Plum pox in Michigan
Devastating virus hinders MSU's tree fruit breeding program.
The lone discovery of plum pox virus in a peach tree in Michigan State University's tree fruit breeding program puts significant constraints on the program, but it's not all "gloom and doom," says Bill Shane.
The virus, found last July at the Southwest Michigan Research and Extension Center in Benton Harbor, has resulted in the testing of more than 12,000 susceptible trees at the station and will require that most of the trees be removed. As of press time for Good Fruit Grower, quarantine regulations were not yet issued, although state officials expect that movement of Prunus material within about a seven-mile radius of the positive find would be prohibited. The quarantine is not expected to be lifted until all trees test negative for three subsequent years.
"We will lose a lot of trees at the research station," Shane said, but added that they are working to save the more unique and most valuable advanced selections from MSU's breeding program. As district Extension fruit and marketing educator, Shane is responsible for tree fruit research at the center, including the peach and plum breeding programs.
MSU officials plan to identify the top Prunus breeding linesâ€”the most advanced and promising peach and plum selectionsâ€”and send wood to the National Research Support Program No. 5 in Prosser, Washington. The Prosser facility provides virus testing and certification of deciduous tree fruit and is the main source of virus-free bud wood in the United States.
A Michigan Department of Agriculture tree survey, which sampled every susceptible tree at the Southwest Research Center for the virus, detected only one infected tree, but one was enough so that the research material must be eliminated, except that which will be sent to Prosser for testing. The plum pox virus found was strain D, which does not affect cherries or tree fruit other than peaches, plums, apricots, and nectarines.
"As a result of the virus, we'll take out most of the trees on the station," Shane said, adding that projects there include plum and peach rootstocks and peach, plum, and apricot variety trials. "The peach and plum variety trials will be removed because we can't take a chance that the virus has spread to other trees. We have to be thorough because it can take up to three years or more for trees to show symptoms due to the virus's slow spread and long latent period."
But he noted that the MSU peach breeding program does have some of their selections safely at other locations, and additional plum research work is under way in west central and northwest Michigan.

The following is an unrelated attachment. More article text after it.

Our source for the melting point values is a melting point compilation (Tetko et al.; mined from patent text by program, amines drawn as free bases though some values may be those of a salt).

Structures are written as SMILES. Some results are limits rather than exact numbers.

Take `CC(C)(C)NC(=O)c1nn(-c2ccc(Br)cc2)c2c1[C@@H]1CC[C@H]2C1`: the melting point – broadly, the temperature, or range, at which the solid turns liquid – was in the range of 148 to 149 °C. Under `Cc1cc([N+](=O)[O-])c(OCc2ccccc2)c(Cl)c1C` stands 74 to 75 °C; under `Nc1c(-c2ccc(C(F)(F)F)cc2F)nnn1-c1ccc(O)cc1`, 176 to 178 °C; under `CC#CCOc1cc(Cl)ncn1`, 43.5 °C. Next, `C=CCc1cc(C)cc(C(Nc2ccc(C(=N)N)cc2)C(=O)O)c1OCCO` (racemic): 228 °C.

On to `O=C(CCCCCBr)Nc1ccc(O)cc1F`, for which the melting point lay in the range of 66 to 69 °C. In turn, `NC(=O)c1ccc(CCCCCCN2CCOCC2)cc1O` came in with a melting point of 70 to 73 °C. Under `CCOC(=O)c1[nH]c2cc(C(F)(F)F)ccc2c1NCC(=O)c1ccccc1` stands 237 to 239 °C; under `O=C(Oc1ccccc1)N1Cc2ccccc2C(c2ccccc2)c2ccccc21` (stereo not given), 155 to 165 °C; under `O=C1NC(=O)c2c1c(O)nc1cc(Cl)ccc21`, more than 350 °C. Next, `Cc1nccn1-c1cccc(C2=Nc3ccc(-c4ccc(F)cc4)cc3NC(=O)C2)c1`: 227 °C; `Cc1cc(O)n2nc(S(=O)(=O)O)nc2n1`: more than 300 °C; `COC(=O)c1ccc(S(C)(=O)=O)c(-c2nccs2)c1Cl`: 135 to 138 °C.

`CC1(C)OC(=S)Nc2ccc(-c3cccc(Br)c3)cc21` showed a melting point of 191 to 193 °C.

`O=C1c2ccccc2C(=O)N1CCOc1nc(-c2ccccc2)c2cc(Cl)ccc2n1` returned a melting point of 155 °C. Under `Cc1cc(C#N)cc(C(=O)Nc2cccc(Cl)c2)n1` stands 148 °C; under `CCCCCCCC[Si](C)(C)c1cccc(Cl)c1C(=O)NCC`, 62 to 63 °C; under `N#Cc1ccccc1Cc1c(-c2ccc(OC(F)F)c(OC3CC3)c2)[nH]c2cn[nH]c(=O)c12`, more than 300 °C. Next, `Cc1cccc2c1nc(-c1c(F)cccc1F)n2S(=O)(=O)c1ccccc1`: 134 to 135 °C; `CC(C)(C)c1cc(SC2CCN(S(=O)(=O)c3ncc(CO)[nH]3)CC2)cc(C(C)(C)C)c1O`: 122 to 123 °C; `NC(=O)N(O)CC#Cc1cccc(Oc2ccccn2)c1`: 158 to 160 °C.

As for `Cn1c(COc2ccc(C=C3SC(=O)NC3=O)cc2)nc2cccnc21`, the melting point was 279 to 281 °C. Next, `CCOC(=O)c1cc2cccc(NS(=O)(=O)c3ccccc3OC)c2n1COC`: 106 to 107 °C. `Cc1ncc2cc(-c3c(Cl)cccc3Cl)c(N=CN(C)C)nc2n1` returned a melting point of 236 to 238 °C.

"A bright side is that as a result of the virus, we will move some of the advanced peach breeding selections forward faster to release as new varieties because all new varieties must be tested for pathogens before nurseries will handle them," he said.
Shane estimated it would cost between $600 and $1,300 per plant for the Prosser testing. Because of the expense, they can't test every selection, and instead, will have to choose which selections to keep. He expects that some of the most advanced peach selections will be chosen for further testing at Prosser.
By last September, all samples from the research center had been tested. The one original plum tree was still the only positive sample, reported the Michigan Department of Agriculture. The positive tree, which was caged with a fine screen to prevent aphids from further infecting other trees, was sprayed with herbicide to kill the roots and then destroyed.
Since the positive find in Michigan, some 50,000 samples have been taken, representing 100,000 trees, according to agriculture department officials. Testing focused on bud wood used for new trees and orchards near nurseries. State officials have been testing susceptible trees in Michigan since 2000.
Michigan's peach industry, with more than 5,000 acres, generates about $10 million in income to growers, according to the state agricultural department. Most of the fruit is sold as fresh product in retail and farmers' markets in Michigan and across the Midwest. The state's plum industry is much smaller, generating about $1 million of income from an estimated 900 acres.